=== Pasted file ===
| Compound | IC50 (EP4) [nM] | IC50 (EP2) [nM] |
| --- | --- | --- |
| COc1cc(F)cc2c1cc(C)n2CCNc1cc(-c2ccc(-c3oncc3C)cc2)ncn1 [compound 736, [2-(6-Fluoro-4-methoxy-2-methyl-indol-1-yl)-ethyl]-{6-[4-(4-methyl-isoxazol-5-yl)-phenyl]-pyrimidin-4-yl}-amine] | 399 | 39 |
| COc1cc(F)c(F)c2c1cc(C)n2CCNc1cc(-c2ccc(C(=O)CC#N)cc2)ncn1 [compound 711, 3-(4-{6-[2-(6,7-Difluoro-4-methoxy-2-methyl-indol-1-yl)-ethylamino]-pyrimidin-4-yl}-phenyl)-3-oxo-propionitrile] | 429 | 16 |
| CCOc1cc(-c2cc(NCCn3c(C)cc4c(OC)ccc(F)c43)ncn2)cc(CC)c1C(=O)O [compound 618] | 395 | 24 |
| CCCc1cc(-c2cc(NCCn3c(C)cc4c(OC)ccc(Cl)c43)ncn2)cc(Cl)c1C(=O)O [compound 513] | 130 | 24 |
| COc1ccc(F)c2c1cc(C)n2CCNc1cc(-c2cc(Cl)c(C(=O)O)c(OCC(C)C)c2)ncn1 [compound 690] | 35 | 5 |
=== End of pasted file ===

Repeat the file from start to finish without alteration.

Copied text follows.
| Compound | IC50 (EP4) [nM] | IC50 (EP2) [nM] |
| --- | --- | --- |
| COc1cc(F)cc2c1cc(C)n2CCNc1cc(-c2ccc(-c3oncc3C)cc2)ncn1 [compound 736, [2-(6-Fluoro-4-methoxy-2-methyl-indol-1-yl)-ethyl]-{6-[4-(4-methyl-isoxazol-5-yl)-phenyl]-pyrimidin-4-yl}-amine] | 399 | 39 |
| COc1cc(F)c(F)c2c1cc(C)n2CCNc1cc(-c2ccc(C(=O)CC#N)cc2)ncn1 [compound 711, 3-(4-{6-[2-(6,7-Difluoro-4-methoxy-2-methyl-indol-1-yl)-ethylamino]-pyrimidin-4-yl}-phenyl)-3-oxo-propionitrile] | 429 | 16 |
| CCOc1cc(-c2cc(NCCn3c(C)cc4c(OC)ccc(F)c43)ncn2)cc(CC)c1C(=O)O [compound 618] | 395 | 24 |
| CCCc1cc(-c2cc(NCCn3c(C)cc4c(OC)ccc(Cl)c43)ncn2)cc(Cl)c1C(=O)O [compound 513] | 130 | 24 |
| COc1ccc(F)c2c1cc(C)n2CCNc1cc(-c2cc(Cl)c(C(=O)O)c(OCC(C)C)c2)ncn1 [compound 690] | 35 | 5 |